Globe Theatre today. London, 1574. The Globe Theatre. First Folio (1623). Succession from Edward III until Henry VII. Plantagenets. and Roses. EDWARD III . (1322-1377) (. PLANTAGENET. ). ______________________________________________________________________________________________. ID: 207642
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William Shakespeare, 1564-1616Slide2Slide3
Globe Theatre todaySlide4
The Globe TheatreSlide5
First Folio (1623)Slide6
Succession from Edward III until Henry VIISlide7
Plantagenets and Roses
EDWARD III (1322-1377) (PLANTAGENET)______________________________________________________________________________________________ Edward (the Black John of Gaunt Edmund, Prince) Duke of LANCASTER Duke of YORK RICHARD II m. Blanche m. Catherine Seynford Richard,(1377-1399) Earl of Cambridge HENRY IV John Beaufort (1399-1413) HENRY V John Beaufort Richard, (1413-1422) Duke of York, m Cicely Neville HENRY VI (1422-1461/1470-1471) Edward ,Prince of Wales (d.1471) Margaret Beaufort m Edmund Tudor HENRY VII (1485-1509) TUDOR DYNASTY_______________________________________________________________________________________________EDWARD IV Edmund, Earl of Rutland Clarence, Duke of Clarence RICHARD III(1461-1483) (1483-1485)m. Eliz. Woodville m. Anne Neville __________________________________________________Eliz. of York EDWARD V (d. 1483) Richard, Duke of York (d. 1483) Edward, Prince of Wales (d. 1485)(m. HENRY VII)HENRY VIII (etc)Slide8
Richard Gloucester, Henry VI, 3, Act III, scene 2
Why, I can smile, and murder whiles I smile,
And cry 'Content' to that which grieves my heart,
And wet my cheeks with artificial tears,
And frame my face to all occasions.
I'll drown more sailors than the mermaid shall;
I'll slay more gazers than the basilisk;
I'll play the orator as well as Nestor,
than Ulysses could,
And, like a
, take another Troy.
I can add
to the chameleon,
Change shapes with Proteus for advantages,
And set the murderous
Can I do this, and cannot get a crown?
Tut, were it farther off, I'll pluck it down.Slide9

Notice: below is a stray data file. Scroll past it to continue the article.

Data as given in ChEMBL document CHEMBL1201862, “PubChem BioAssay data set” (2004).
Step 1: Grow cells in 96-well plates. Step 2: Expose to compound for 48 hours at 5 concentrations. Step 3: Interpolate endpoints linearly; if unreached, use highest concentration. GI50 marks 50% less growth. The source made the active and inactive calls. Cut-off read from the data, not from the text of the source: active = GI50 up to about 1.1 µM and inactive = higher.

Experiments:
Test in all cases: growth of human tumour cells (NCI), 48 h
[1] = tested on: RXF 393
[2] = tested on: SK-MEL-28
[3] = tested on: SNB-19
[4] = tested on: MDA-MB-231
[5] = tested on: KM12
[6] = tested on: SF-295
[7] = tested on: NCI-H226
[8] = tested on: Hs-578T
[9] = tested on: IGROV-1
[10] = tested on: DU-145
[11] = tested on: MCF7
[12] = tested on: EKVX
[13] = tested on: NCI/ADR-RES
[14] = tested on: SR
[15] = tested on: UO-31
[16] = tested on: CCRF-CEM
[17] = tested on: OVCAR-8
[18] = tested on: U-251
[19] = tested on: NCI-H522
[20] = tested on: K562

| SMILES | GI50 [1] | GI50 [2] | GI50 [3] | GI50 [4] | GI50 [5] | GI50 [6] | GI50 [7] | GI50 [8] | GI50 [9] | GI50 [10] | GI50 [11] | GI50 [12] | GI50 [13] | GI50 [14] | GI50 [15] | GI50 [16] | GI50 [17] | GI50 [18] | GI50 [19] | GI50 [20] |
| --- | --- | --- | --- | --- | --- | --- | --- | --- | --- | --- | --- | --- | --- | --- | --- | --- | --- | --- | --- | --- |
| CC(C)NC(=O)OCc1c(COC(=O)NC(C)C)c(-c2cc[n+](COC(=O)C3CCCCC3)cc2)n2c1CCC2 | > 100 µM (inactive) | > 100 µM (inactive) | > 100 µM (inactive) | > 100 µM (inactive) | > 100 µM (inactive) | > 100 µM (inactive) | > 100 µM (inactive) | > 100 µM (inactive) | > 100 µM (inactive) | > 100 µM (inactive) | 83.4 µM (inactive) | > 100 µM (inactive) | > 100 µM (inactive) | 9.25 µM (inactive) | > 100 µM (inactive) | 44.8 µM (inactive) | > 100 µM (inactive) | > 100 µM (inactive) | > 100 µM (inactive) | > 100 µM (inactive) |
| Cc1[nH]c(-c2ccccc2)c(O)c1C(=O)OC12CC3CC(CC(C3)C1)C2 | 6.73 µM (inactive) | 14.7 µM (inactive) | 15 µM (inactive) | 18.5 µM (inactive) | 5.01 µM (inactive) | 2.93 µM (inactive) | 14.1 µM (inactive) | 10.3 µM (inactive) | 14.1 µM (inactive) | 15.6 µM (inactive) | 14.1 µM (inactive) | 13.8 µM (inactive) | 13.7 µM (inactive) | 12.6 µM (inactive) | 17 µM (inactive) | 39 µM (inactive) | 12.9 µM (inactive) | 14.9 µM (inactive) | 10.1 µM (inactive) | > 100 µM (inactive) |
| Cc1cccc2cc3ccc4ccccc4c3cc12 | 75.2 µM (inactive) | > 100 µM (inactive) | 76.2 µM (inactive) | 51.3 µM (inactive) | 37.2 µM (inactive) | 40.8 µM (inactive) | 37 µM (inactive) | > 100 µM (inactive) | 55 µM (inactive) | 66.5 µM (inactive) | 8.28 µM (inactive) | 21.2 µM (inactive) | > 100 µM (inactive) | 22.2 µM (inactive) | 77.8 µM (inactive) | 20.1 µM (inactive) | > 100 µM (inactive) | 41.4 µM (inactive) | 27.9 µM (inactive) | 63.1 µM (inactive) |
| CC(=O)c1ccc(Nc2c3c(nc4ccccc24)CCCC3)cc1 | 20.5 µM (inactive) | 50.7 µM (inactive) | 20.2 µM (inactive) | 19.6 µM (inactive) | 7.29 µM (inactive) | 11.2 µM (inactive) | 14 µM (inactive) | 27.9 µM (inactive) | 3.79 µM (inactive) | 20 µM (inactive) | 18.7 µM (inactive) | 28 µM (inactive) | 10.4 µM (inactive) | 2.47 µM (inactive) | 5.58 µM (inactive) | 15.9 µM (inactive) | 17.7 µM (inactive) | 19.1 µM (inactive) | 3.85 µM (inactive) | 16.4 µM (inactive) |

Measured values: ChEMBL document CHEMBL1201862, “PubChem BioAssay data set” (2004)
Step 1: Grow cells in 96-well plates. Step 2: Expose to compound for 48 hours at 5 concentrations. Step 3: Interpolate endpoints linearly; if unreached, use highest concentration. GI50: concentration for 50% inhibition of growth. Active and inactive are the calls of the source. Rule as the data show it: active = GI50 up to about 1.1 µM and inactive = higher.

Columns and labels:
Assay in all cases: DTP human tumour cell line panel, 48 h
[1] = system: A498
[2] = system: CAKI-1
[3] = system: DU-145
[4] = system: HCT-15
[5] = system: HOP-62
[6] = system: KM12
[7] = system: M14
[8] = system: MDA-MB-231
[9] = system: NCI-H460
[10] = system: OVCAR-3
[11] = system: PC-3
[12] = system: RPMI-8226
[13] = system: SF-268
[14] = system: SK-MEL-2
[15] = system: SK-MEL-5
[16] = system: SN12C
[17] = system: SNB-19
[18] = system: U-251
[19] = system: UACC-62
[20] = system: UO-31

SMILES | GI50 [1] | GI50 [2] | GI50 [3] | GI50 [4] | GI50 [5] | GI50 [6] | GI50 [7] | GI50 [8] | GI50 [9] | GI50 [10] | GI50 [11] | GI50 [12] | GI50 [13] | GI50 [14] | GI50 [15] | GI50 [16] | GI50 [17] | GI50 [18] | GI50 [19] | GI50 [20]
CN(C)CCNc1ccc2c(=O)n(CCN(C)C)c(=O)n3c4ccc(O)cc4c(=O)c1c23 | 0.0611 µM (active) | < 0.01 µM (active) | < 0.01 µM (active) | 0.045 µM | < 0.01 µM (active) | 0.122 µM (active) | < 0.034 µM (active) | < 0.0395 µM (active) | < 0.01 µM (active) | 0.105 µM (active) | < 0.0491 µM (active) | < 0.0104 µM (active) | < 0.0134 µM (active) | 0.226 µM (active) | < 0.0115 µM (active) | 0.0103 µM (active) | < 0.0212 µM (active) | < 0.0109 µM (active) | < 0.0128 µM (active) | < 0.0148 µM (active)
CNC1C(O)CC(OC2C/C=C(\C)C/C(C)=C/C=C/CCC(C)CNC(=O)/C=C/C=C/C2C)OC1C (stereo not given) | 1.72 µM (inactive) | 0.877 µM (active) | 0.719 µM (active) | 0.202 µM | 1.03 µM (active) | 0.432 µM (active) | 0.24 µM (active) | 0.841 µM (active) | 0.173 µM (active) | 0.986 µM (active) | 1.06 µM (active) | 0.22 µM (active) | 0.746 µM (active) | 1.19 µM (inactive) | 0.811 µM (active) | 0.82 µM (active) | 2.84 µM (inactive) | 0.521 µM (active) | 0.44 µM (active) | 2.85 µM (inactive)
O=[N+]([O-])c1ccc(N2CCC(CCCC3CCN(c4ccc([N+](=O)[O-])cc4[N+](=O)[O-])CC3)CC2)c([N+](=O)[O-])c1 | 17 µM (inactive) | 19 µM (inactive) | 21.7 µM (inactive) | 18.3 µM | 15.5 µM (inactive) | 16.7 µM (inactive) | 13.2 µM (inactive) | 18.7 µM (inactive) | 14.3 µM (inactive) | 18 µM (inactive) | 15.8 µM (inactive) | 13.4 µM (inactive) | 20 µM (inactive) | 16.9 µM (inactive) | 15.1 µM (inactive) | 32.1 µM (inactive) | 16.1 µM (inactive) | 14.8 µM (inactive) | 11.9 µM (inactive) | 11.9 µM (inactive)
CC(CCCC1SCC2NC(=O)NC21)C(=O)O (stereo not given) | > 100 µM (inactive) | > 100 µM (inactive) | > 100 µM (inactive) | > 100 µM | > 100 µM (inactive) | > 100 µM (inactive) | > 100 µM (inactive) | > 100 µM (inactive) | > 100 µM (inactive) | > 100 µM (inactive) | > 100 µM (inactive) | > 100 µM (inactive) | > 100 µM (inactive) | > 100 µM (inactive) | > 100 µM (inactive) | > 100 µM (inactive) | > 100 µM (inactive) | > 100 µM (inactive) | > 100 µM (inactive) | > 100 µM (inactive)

Richard III, Act I, scene 1
is the winter of our discontent
Made glorious summer by this sun of York;
And all the clouds that
upon our house
In the deep bosom of the ocean buried.
Now are our brows bound with victorious wreaths;
Our bruised arms hung up for monuments;
Our stern alarums changed to merry meetings,
Our dreadful marches to delightful measures.
his wrinkled front;
And now, instead of mounting barded steeds
To fright the souls of fearful adversaries,
He capers nimbly in a lady's chamber
To the lascivious pleasing of a lute.
But I, that am not shaped for sportive tricks,
Nor made to court an amorous looking-glass;
I, that am rudely
, and want love's majesty
To strut before a wanton ambling nymph;
I, that am
of this fair proportion,
Cheated of feature by dissembling nature,
, sent before my time
Into this breathing world, scarce half made up,
And that so lamely and unfashionable
That dogs bark at me as I halt by them;
Why, I, in this weak piping time of peace,
Have no delight to pass away the time,
Unless to spy my shadow in the sun
And descant on mine own deformity:Slide10
therefore, since I cannot prove a lover,
To entertain these fair well-spoken days,
I am determined to prove a villain
And hate the idle pleasures of these days.
Plots have I laid, inductions dangerous,
By drunken prophecies, libels and dreams,
To set my brother Clarence and the king
In deadly hate the one against the other:
And if King Edward be as true and just
As I am subtle, false and treacherous,
This day should Clarence closely be
About a prophecy, which says that 'G'
Of Edward's heirs the murderer shall be.
Dive, thoughts, down to my soul: here
Question of the possibility of hyper-
RICHARD III -- written 1591-1594
General question of using plays
play is the thing
Shakespeare and politics
the times: much like the Renaissance
Inside this a temptation to refuse politics:
Against the golden idyll of
As you like it
we have a new and pressing concern:
The presence of self-conscious beings who reject that world and use it against itself.
The opening soliloquy
more importantly: he uses the old against itself
a new and fascinating figure: the Machiavellian ( H vi 3: 529)
What is R III about
the power of illusion - S is fascinated with the character -- one of the longest parts in shortest plays; appears all the time.
what if all the world is a stage (or a cave)?
About ties between humans and their lackSlide13
What is the role of the Prince in such a world
new problem: who am I when I am not a king: Richard II: abandonment of the notion of kingly right
We shall say:
Richard knows he needs to create a kingdom (
how does he do this?
Opening sol. Renounces love and ties (554)
cannot prove lover” but seduces Anne
Uses the energy of others
or again: uses populace for continuity
problem comes in the exchange with Elizabeth
forced to deny time to make his point even though the consciousness of time in others was what had given him his power
memory comes back: even though the past is an illusion it cannot be gotten rid of
BUT is forced at end to rely on naked strength; having no community with others, he has none with himself.
defeated and sexual and political peace is reestablished
You are what you pretend to be, therefore be careful about what you pretend
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